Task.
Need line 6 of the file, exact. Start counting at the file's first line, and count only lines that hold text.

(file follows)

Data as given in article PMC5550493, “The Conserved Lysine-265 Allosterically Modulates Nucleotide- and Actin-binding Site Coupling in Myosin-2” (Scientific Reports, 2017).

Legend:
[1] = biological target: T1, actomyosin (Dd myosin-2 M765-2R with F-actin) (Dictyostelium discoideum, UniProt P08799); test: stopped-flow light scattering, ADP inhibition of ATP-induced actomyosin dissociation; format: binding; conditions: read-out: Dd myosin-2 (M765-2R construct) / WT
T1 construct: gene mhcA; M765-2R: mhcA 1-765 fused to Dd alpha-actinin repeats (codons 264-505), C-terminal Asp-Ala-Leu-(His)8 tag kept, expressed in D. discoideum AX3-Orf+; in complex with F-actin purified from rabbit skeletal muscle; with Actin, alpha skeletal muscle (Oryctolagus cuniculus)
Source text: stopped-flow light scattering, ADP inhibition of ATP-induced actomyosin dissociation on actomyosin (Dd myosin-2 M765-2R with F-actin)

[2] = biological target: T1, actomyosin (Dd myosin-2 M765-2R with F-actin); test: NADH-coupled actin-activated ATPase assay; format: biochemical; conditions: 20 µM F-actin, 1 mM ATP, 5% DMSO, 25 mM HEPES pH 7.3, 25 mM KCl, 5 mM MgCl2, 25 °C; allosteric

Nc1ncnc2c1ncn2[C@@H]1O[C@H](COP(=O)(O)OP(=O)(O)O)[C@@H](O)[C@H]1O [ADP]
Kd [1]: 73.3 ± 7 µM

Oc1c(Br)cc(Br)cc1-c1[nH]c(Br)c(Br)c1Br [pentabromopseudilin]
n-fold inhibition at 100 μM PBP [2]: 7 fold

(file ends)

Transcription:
[2] = biological target: T1, actomyosin (Dd myosin-2 M765-2R with F-actin); test: NADH-coupled actin-activated ATPase assay; format: biochemical; conditions: 20 µM F-actin, 1 mM ATP, 5% DMSO, 25 mM HEPES pH 7.3, 25 mM KCl, 5 mM MgCl2, 25 °C; allosteric